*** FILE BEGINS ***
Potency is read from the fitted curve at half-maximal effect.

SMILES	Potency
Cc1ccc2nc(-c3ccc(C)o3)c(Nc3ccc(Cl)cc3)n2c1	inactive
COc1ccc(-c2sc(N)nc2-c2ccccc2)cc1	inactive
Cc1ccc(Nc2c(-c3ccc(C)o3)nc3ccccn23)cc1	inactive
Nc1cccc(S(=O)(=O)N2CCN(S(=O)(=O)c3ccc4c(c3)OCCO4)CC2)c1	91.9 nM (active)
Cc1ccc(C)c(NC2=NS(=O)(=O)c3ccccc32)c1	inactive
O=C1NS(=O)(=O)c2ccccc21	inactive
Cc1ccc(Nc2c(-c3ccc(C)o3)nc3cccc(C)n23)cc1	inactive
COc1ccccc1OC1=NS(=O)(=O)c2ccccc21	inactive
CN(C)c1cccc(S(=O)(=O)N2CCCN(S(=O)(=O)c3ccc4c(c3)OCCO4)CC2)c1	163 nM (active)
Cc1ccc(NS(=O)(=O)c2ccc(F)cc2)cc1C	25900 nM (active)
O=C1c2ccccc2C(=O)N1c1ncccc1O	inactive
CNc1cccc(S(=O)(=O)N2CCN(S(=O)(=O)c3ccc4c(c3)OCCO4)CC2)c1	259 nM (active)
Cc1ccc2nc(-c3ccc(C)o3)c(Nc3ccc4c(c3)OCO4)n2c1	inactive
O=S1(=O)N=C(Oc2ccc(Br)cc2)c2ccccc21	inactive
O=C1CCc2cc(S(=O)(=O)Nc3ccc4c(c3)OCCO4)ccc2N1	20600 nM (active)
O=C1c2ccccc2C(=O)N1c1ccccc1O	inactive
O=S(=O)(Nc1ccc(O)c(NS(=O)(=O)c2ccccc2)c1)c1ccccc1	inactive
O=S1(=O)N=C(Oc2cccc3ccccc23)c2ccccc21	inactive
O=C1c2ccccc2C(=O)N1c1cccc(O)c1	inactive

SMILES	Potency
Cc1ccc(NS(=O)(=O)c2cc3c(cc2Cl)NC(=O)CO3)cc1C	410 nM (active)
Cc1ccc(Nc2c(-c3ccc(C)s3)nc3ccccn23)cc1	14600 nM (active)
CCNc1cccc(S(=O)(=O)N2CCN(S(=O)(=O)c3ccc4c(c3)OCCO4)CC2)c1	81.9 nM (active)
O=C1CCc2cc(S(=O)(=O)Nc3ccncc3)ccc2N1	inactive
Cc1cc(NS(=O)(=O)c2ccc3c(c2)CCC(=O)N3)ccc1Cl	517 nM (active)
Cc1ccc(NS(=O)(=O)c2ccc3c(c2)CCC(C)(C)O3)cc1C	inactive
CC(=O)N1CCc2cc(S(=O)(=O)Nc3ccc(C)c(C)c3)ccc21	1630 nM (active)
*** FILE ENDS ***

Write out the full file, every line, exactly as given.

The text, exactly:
Potency is read from the fitted curve at half-maximal effect.

SMILES	Potency
Cc1ccc2nc(-c3ccc(C)o3)c(Nc3ccc(Cl)cc3)n2c1	inactive
COc1ccc(-c2sc(N)nc2-c2ccccc2)cc1	inactive
Cc1ccc(Nc2c(-c3ccc(C)o3)nc3ccccn23)cc1	inactive
Nc1cccc(S(=O)(=O)N2CCN(S(=O)(=O)c3ccc4c(c3)OCCO4)CC2)c1	91.9 nM (active)
Cc1ccc(C)c(NC2=NS(=O)(=O)c3ccccc32)c1	inactive
O=C1NS(=O)(=O)c2ccccc21	inactive
Cc1ccc(Nc2c(-c3ccc(C)o3)nc3cccc(C)n23)cc1	inactive
COc1ccccc1OC1=NS(=O)(=O)c2ccccc21	inactive
CN(C)c1cccc(S(=O)(=O)N2CCCN(S(=O)(=O)c3ccc4c(c3)OCCO4)CC2)c1	163 nM (active)
Cc1ccc(NS(=O)(=O)c2ccc(F)cc2)cc1C	25900 nM (active)
O=C1c2ccccc2C(=O)N1c1ncccc1O	inactive
CNc1cccc(S(=O)(=O)N2CCN(S(=O)(=O)c3ccc4c(c3)OCCO4)CC2)c1	259 nM (active)
Cc1ccc2nc(-c3ccc(C)o3)c(Nc3ccc4c(c3)OCO4)n2c1	inactive
O=S1(=O)N=C(Oc2ccc(Br)cc2)c2ccccc21	inactive
O=C1CCc2cc(S(=O)(=O)Nc3ccc4c(c3)OCCO4)ccc2N1	20600 nM (active)
O=C1c2ccccc2C(=O)N1c1ccccc1O	inactive
O=S(=O)(Nc1ccc(O)c(NS(=O)(=O)c2ccccc2)c1)c1ccccc1	inactive
O=S1(=O)N=C(Oc2cccc3ccccc23)c2ccccc21	inactive
O=C1c2ccccc2C(=O)N1c1cccc(O)c1	inactive

SMILES	Potency
Cc1ccc(NS(=O)(=O)c2cc3c(cc2Cl)NC(=O)CO3)cc1C	410 nM (active)
Cc1ccc(Nc2c(-c3ccc(C)s3)nc3ccccn23)cc1	14600 nM (active)
CCNc1cccc(S(=O)(=O)N2CCN(S(=O)(=O)c3ccc4c(c3)OCCO4)CC2)c1	81.9 nM (active)
O=C1CCc2cc(S(=O)(=O)Nc3ccncc3)ccc2N1	inactive
Cc1cc(NS(=O)(=O)c2ccc3c(c2)CCC(=O)N3)ccc1Cl	517 nM (active)
Cc1ccc(NS(=O)(=O)c2ccc3c(c2)CCC(C)(C)O3)cc1C	inactive
CC(=O)N1CCc2cc(S(=O)(=O)Nc3ccc(C)c(C)c3)ccc21	1630 nM (active)